• The India Skills Report 2022 indicates that the overall youth employability is only 48.7%, falling short of the targeted 109 million workers.
  • The Periodic Labour Force Survey (PLFS) data reveals that 86% of those aged 15 to 59 lack vocational training, emphasizing the need for dedicated efforts in skilling and education.

Necessity of Skill Development in India:

  • The current focus is on initiatives aimed at enhancing skills, particularly through the Skill India Mission, to build ‘Viksit Bharat’ by 2047.
  • Education now extends beyond traditional institutions due to market changes and digital progress.
  • Gaining skills aligned with market demands not only offers promising job opportunities to the youth but also forms a solid foundation for ‘Viksit Bharat’.
  • With a demographic advantage, India must harness this potential by establishing the capacity and infrastructure for skilling, reskilling, and upskilling both existing and new workforce entrants.
  • Upskilling the youth is essential for increased income, higher profitability, and enhanced productivity in the economy.

Government Initiatives in this Regard:

  • The NEP has set a clear goal to raise the gross enrolment ratio in higher education, including vocational education, to 50% by 2035.
  • This involves adding 3.5 crore new seats to higher education institutions (HEIs) with a focus on flexible curricula, integrating vocational education with mainstream education, and enabling multiple entries and exits with suitable certification.
  • The establishment of Multidisciplinary Education and Research Universities (MERUs) aims to provide top-quality education, comparable to IITs and IIMs. The commitment extends to providing vocational exposure to at least 50% of learners through school and higher education by 2050.
  • The vision is for every child to learn at least one vocation and be exposed to several more, leveraging India’s vast education network.

Evolution of Vocational Education Policy:

  • The Kothari Commission report in 1966 was among the early initiatives to advocate for curriculum diversification at higher secondary levels through vocational courses.
  • Subsequently, the National Education Policy of 1986 aimed at enhancing the organizational and management structure of vocational education.
  • It proposed vocationalization at both secondary and higher education levels, introducing Socially Useful Productive Work (SUPW) as a distinct subject in secondary classes and vocational degree courses at the higher education level.

National Education Policy 2020:

  • Addressing challenges on both the demand and supply sides of vocational education, NEP 2020 seeks to mitigate them. On the supply side, it promotes:
  • Conducting proper skills gap analysis and mapping of local opportunities.
  • Aligning vocational courses with specific areas for a more structured approach.
  • Emphasizing the credit-based National Skills Qualification Framework (NSQF), initiated in 2013.
  • Assessing prior learning to reintegrate dropouts from mainstream education by aligning practical experiences with the NSQF.
  • Aligning vocational occupations with international standards set by the International Labour Organisation.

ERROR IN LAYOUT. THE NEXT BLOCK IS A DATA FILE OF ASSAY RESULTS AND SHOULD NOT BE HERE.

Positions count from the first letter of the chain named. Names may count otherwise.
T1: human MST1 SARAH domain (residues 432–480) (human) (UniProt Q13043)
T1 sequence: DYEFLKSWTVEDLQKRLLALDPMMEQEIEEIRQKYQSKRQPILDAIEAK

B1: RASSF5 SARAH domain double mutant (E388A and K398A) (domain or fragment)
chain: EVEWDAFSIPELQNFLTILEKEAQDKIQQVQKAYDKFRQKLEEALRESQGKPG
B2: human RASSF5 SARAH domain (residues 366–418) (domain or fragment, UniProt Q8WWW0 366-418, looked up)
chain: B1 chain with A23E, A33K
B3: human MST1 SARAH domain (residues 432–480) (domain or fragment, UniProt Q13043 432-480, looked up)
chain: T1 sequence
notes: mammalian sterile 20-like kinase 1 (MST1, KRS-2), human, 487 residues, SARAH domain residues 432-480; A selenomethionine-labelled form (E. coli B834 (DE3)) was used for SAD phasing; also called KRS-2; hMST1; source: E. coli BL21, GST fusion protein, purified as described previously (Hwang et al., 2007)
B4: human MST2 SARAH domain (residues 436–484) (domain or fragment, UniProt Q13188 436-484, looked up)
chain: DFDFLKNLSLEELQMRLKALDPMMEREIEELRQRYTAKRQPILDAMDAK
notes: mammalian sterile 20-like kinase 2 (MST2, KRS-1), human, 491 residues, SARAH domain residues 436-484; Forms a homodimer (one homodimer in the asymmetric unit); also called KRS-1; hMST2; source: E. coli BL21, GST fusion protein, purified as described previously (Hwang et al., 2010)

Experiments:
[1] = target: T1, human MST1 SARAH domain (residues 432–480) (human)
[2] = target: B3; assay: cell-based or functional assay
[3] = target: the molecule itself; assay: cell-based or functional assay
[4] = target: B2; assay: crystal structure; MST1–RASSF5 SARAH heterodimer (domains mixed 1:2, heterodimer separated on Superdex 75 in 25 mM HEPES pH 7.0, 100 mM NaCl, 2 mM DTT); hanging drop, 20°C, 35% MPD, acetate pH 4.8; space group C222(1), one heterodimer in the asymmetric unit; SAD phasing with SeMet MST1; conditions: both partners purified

On the demand side, NEP 2020 proposes:

  • Integrating vocational education programs into mainstream education gradually.
  • Fostering respect for labor and highlighting the significance of various vocations, including Indian arts and artisanship.

Key Provisions in NEP 2020:

Vision for Balanced Education – Socially meaningful and aspirational:

  • Eliminating harmful hierarchies and silos between different areas of learning.
  • Reimagining vocational education for competency building.
  • Promoting inclusive, interoperable, interdisciplinary, and outcome-based education.

21st-century Capacity Building:

  • Holistic and multidisciplinary education for well-rounded individuals.
  • School internships for skill appreciation and craft-centric learning.
  • Professional development of teachers.
  • Job market orientation with multiple-entry and exit options.
  • Recognition of Prior Learning (RPL) and alignment with International Standards.
  • Emphasis on technological development and student entrepreneurship.

Way Forward:

  • However, achieving these goals requires sustained efforts, steadfastness in implementing reforms, and investments in setting up skill centers in every high school nationwide.
  • Providing skill training to our youngsters is crucial to nurturing an interest in entrepreneurship. This exposure will familiarize them with cutting-edge technologies like artificial intelligence, drones, the Internet of Things (IoT), Real-Time Analytics, and more.
  • Given that automation and data exchange are central to the fourth Industrial Revolution, known as Industry 4.0, it becomes essential to equip our young minds with the relevant training. While some may choose careers in the government and services sector, the majority are likely to explore opportunities in the thriving manufacturing and service sectors in our country.
  • While some efforts have been made to restructure skilling programs, the underlying issue has not been effectively tackled. For example, the introduction of the Garib Kalyan Rozgar Yojana (GKRY) by the government in 2020 to address skilling and unemployment issues arising from reverse migration did not yield the anticipated results.
  • Numerous reports suggest that GKRY’s market demand-driven skilling initiatives fell short of success and did not reach the targeted beneficiaries. This points to a systemic problem impacting India’s talent ecosystem. Consequently, instead of merely categorizing youths as ‘Labharathi’ (Beneficiary), the focus should shift towards equipping them with the necessary skills to transform into ‘Kamarathi’ (Workman).
  • Addressing the informal sector, which employs 93% of India’s working population, requires engagement through online and offline channels, with Common Service Centers (CSCs) aiding last-mile reach.

Conclusion:

Ultimately, industry stakeholders, including the government and private sectors, must contribute to instilling cognitive skills, a growth mindset, cultural intelligence, and digital literacy. This collective effort will empower the youth to be job-ready, fostering innovation and entrepreneurship for India’s development as a developed nation.